Rep. Bynum ends speaker bid, but leaders pledge changes
Rep. Janelle Bynum of Clackamas has ended her bid for speaker of the Oregon House in exchange for pledges by current Democratic leaders to ease the way for members of color to advocate their issues and advance in the chamber.
The tacit agreement, which members of color endorsed Tuesday, Jan. 5, clears the way for Rep. Tina Kotek of Portland to win a fifth two-year term as speaker when the 2021 Legislature opens on Jan. 11. It also averts a potentially messy fight among the 37 majority Democrats, a record nine of whom are members of color.
In a statement Tuesday accepting the pledges, the members of color — which include two senators — said: "We are reminded at the historical lack of BIPOC representation in the halls of the Oregon Capitol with the acknowledgement that this is the most diverse legislature Oregon has ever had."
The Oregon Legislature got its first elected members of color in the 1972 election.
Although members of color have been committee leaders — and even president pro tem of the Oregon Senate, a largely ceremonial position — none has been a presiding officer or party leader in Oregon history. The House speaker and Senate president control the flow of legislation through their appointment of committee members and leaders, assignments of bills to committees and scheduling of chamber votes.
Bynum, who is Black, announced Nov. 16 she would go ahead with a public vote in the House chamber on opening day although a closed-door Democratic caucus chose Kotek as their nominee. (No vote tally was announced.) But behind-the-scenes negotiations took place in an attempt to resolve the dispute and avoid a potential coalition with the 23 minority Republicans.
The most recent floor fights over the speakership occurred in 1977 and 1979, when a handful of dissident Democrats wrung political concessions before the majority's choices for speaker were elected. The Oregon Constitution bars members from being paid if they have not organized their chamber within five days.
Kotek and House Majority Leader Barbara Smith Warner of Portland announced these steps Monday, Jan. 4:
• Positions for one or more members of color on the House leadership team.
• A special committee that will propose changes to promote more diverse representation and greater public engagement of communities of color in the lawmaking process.
• Staff support for the Black, Indigenous, People of Color legislative caucus, which includes senators. Current senators are Democrats Lew Frederick of Portland and James Manning Jr. of Eugene.
• Language translation services in the Capitol to allow lawmakers to communicate with all of their constituents.
• Priority for all people, not just those of color, who are most affected by the coronavirus pandemic, the resulting economic downturn and the Labor Day wildfires.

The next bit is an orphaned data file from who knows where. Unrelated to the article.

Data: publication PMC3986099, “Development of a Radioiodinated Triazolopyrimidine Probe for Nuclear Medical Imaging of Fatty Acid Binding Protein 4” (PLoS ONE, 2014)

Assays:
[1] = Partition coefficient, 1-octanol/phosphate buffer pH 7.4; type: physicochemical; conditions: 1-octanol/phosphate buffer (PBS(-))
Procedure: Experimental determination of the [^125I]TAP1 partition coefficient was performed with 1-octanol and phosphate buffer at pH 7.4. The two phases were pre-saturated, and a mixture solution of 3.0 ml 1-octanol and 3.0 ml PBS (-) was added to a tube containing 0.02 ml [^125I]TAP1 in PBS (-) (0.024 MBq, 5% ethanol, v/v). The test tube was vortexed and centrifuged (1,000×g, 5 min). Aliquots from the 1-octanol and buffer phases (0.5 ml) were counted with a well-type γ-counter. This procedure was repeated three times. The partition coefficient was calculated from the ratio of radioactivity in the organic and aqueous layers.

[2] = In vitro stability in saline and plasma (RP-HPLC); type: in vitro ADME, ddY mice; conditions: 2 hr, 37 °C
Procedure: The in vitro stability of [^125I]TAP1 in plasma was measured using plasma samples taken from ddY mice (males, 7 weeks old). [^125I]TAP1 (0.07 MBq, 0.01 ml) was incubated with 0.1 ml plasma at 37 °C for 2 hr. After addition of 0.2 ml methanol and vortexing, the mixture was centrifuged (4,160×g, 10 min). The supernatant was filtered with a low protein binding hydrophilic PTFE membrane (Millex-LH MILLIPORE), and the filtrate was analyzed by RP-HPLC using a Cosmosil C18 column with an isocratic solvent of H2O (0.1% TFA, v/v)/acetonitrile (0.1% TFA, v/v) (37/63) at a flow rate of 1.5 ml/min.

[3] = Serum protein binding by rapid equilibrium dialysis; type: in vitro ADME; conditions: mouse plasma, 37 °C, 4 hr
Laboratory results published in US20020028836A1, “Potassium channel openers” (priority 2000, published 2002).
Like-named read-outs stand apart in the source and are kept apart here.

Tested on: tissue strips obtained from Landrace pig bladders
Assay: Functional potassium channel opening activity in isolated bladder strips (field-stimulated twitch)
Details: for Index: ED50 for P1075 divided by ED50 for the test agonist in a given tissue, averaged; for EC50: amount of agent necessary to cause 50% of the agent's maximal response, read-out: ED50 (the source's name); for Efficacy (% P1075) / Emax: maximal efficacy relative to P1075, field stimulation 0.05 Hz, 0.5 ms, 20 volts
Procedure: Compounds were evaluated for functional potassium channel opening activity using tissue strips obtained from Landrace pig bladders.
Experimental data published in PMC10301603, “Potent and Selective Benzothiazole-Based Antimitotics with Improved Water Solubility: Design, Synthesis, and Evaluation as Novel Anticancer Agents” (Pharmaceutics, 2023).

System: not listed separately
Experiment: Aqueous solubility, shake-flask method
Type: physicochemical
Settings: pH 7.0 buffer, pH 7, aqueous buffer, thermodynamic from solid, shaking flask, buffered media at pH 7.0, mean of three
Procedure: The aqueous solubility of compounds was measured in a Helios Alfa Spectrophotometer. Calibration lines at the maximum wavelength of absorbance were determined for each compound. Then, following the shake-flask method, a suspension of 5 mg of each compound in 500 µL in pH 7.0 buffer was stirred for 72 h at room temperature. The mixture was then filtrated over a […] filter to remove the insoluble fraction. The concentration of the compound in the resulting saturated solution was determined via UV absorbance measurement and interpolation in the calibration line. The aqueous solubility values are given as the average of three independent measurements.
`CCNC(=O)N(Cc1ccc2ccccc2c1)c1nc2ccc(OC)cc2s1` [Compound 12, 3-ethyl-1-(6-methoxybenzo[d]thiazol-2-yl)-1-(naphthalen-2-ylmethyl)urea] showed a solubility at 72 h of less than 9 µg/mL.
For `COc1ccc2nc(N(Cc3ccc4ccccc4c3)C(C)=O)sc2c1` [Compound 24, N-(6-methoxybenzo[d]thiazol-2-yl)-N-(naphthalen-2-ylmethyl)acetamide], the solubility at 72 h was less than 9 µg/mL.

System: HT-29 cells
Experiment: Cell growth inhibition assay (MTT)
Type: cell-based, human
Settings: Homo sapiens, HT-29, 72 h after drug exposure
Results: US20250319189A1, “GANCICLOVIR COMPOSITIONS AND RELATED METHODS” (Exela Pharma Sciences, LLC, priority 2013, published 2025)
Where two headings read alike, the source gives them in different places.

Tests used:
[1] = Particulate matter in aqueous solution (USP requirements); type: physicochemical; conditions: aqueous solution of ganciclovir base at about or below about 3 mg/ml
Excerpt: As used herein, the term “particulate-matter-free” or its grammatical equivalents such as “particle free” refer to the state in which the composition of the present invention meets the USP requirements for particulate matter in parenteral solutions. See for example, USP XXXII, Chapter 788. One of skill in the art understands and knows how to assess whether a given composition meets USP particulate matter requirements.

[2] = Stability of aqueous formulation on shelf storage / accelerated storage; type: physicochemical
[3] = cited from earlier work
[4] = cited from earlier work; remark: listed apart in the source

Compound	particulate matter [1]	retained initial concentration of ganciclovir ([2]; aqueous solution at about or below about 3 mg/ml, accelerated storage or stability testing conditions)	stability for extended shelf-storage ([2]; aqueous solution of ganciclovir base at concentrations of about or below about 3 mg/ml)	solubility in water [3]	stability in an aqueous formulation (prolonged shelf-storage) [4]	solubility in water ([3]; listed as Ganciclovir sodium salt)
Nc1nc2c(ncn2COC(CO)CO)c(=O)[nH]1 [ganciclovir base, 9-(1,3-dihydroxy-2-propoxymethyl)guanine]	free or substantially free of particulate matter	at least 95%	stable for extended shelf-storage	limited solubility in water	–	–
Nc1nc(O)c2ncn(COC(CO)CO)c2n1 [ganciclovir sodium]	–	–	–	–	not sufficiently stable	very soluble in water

"Individually, these are modest steps," the leaders said in their statement. "Taken together, and with an eye toward future bold ideas, we believe these actions will begin the process of transforming the Oregon Legislature and the decisions that emerge from it."
In another part of their statement, they named Bynum, who is starting her third term:
"For years, Rep. Bynum has refused to accept the status quo systems of power in the state. We appreciate and support Rep. Bynum's ongoing leadership. She, along with other members of the BIPOC Caucus and other community leaders, has continually pointed out structural problems big and small that conspire to exclude diverse voices in the Legislature."
A response from the members of color caucus released Tuesday said the House leaders' statement "represents meaningful reform, but it is merely a beginning in the change our state demands.
"In the weeks and months ahead, we stand united as members of the BIPOC Caucus and as Democrats in our commitment to continue advancing bold measures and effect change that will make Oregon a better place for all."
Representatives of color in addition to Bynum who will sit in the new session are Teresa Alonso León of Woodburn, WLnsvey Campos of Aloha, Diego Hernandez of Portland, Mark Meek of Oregon City, Khanh Pham of Portland, Ricky Ruiz of Gresham, Andrea Salinas of Lake Oswego and Tawna Sanchez of Portland. Outgoing Rep. Akasha Lawrence Spence of Portland, who did not seek a full term in the Nov. 3 election, also signed the statement.
Bynum said on Twitter she was ending her current bid to become speaker, but would not forgo a future run:
"My fervent hope is to lead the Oregon House of Representatives as speaker, and I look forward to the day in the near future where Oregon state representatives are able to vote with pride and unity to elect me to lead the chamber.
"Until that day comes, I will continue to lead with dignity, a sense of fairness, an eye for our collective economic prosperity and a deep, unbridled love for the children of this state."
NOTE: Fixes incorrect date of Bynum statement.
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